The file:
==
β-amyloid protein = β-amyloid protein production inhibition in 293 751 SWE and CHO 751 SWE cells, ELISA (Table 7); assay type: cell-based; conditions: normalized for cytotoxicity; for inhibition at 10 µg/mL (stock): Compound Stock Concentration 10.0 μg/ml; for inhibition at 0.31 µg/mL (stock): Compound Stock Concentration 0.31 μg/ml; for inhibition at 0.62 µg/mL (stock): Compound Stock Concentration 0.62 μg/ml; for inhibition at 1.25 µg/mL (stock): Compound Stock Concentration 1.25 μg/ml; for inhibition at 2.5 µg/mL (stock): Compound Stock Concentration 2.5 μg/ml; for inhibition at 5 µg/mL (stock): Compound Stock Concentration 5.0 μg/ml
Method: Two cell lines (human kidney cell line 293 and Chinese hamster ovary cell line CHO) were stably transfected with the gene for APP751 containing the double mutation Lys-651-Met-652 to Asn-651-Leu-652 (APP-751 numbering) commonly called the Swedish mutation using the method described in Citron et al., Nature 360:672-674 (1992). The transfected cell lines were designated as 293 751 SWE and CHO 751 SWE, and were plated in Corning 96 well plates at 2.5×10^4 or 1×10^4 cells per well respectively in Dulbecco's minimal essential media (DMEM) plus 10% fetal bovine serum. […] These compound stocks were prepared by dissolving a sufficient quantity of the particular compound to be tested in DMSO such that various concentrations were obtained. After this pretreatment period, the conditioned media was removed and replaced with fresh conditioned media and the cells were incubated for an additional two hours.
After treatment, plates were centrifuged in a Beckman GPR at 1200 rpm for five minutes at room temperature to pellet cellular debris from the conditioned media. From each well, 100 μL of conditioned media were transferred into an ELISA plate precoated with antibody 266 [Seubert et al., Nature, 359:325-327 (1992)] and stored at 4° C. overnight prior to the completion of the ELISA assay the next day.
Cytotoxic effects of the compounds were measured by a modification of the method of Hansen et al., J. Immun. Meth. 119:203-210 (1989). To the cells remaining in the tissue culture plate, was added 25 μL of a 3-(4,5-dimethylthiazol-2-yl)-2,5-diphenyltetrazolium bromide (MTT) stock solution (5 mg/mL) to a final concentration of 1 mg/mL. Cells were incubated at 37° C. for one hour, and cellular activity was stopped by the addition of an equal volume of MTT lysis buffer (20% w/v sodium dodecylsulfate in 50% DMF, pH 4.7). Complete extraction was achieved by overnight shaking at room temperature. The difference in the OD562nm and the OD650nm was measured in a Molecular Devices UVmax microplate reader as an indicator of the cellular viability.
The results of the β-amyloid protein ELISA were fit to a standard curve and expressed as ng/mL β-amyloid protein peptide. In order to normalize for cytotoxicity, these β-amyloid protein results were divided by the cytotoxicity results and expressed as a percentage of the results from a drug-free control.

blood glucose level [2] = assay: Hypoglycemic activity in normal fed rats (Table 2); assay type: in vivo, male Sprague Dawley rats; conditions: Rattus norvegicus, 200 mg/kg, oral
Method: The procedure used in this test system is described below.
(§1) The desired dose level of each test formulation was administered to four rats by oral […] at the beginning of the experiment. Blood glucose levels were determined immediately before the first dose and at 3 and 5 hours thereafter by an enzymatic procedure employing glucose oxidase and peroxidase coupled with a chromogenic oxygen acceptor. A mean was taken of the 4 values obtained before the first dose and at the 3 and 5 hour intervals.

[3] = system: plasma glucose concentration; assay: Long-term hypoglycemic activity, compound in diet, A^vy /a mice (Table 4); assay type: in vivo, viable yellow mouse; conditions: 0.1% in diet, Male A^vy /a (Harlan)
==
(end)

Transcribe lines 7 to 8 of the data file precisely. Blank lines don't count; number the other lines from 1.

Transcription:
Method: The procedure used in this test system is described below.
(§1) The desired dose level of each test formulation was administered to four rats by oral […] at the beginning of the experiment. Blood glucose levels were determined immediately before the first dose and at 3 and 5 hours thereafter by an enzymatic procedure employing glucose oxidase and peroxidase coupled with a chromogenic oxygen acceptor. A mean was taken of the 4 values obtained before the first dose and at the 3 and 5 hour intervals.